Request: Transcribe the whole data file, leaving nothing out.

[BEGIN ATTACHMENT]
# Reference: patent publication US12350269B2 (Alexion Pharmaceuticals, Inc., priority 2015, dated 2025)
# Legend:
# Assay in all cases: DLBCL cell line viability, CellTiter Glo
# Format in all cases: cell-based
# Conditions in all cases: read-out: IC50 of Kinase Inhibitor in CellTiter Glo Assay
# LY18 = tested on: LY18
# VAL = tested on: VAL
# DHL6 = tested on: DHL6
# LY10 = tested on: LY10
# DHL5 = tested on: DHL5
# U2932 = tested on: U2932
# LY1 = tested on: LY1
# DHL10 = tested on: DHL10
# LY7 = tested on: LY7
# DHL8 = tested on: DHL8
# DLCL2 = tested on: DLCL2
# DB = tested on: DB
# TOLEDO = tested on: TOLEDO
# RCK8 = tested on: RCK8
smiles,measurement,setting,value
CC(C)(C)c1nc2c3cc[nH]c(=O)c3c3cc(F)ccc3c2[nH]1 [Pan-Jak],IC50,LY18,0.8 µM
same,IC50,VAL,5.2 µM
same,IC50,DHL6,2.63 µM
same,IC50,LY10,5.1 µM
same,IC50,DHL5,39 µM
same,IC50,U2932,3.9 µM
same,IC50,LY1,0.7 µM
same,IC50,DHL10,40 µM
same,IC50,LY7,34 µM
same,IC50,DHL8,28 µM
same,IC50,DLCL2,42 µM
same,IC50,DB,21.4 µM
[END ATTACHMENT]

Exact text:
# Reference: patent publication US12350269B2 (Alexion Pharmaceuticals, Inc., priority 2015, dated 2025)
# Legend:
# Assay in all cases: DLBCL cell line viability, CellTiter Glo
# Format in all cases: cell-based
# Conditions in all cases: read-out: IC50 of Kinase Inhibitor in CellTiter Glo Assay
# LY18 = tested on: LY18
# VAL = tested on: VAL
# DHL6 = tested on: DHL6
# LY10 = tested on: LY10
# DHL5 = tested on: DHL5
# U2932 = tested on: U2932
# LY1 = tested on: LY1
# DHL10 = tested on: DHL10
# LY7 = tested on: LY7
# DHL8 = tested on: DHL8
# DLCL2 = tested on: DLCL2
# DB = tested on: DB
# TOLEDO = tested on: TOLEDO
# RCK8 = tested on: RCK8
smiles,measurement,setting,value
CC(C)(C)c1nc2c3cc[nH]c(=O)c3c3cc(F)ccc3c2[nH]1 [Pan-Jak],IC50,LY18,0.8 µM
same,IC50,VAL,5.2 µM
same,IC50,DHL6,2.63 µM
same,IC50,LY10,5.1 µM
same,IC50,DHL5,39 µM
same,IC50,U2932,3.9 µM
same,IC50,LY1,0.7 µM
same,IC50,DHL10,40 µM
same,IC50,LY7,34 µM
same,IC50,DHL8,28 µM
same,IC50,DLCL2,42 µM
same,IC50,DB,21.4 µM